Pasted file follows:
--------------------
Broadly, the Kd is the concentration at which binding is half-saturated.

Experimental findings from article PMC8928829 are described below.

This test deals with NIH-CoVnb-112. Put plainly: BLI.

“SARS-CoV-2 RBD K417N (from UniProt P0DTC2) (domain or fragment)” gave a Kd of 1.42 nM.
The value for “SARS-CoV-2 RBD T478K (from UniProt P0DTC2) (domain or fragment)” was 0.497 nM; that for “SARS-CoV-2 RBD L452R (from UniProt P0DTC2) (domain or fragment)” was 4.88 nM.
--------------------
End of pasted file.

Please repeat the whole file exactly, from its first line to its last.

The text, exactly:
Broadly, the Kd is the concentration at which binding is half-saturated.

Experimental findings from article PMC8928829 are described below.

This test deals with NIH-CoVnb-112. Put plainly: BLI.

“SARS-CoV-2 RBD K417N (from UniProt P0DTC2) (domain or fragment)” gave a Kd of 1.42 nM.
The value for “SARS-CoV-2 RBD T478K (from UniProt P0DTC2) (domain or fragment)” was 0.497 nM; that for “SARS-CoV-2 RBD L452R (from UniProt P0DTC2) (domain or fragment)” was 4.88 nM.